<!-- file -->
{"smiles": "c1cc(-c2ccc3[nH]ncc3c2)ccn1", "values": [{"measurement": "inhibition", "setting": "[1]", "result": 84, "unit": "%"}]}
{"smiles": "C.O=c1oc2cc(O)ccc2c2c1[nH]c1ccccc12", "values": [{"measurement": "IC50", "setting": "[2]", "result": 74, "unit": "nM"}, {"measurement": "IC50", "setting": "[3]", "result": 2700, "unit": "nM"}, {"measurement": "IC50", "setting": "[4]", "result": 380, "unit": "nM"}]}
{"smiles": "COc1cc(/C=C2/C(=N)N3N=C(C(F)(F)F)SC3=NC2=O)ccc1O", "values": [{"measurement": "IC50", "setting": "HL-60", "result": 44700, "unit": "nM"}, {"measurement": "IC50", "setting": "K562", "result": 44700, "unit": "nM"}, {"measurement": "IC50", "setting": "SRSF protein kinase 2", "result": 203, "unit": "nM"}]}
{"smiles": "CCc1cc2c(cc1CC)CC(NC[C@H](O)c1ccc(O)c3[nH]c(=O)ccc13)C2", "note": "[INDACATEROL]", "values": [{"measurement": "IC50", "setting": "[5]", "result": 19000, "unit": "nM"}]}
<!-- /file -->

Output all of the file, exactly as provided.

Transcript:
{"smiles": "c1cc(-c2ccc3[nH]ncc3c2)ccn1", "values": [{"measurement": "inhibition", "setting": "[1]", "result": 84, "unit": "%"}]}
{"smiles": "C.O=c1oc2cc(O)ccc2c2c1[nH]c1ccccc12", "values": [{"measurement": "IC50", "setting": "[2]", "result": 74, "unit": "nM"}, {"measurement": "IC50", "setting": "[3]", "result": 2700, "unit": "nM"}, {"measurement": "IC50", "setting": "[4]", "result": 380, "unit": "nM"}]}
{"smiles": "COc1cc(/C=C2/C(=N)N3N=C(C(F)(F)F)SC3=NC2=O)ccc1O", "values": [{"measurement": "IC50", "setting": "HL-60", "result": 44700, "unit": "nM"}, {"measurement": "IC50", "setting": "K562", "result": 44700, "unit": "nM"}, {"measurement": "IC50", "setting": "SRSF protein kinase 2", "result": 203, "unit": "nM"}]}
{"smiles": "CCc1cc2c(cc1CC)CC(NC[C@H](O)c1ccc(O)c3[nH]c(=O)ccc13)C2", "note": "[INDACATEROL]", "values": [{"measurement": "IC50", "setting": "[5]", "result": 19000, "unit": "nM"}]}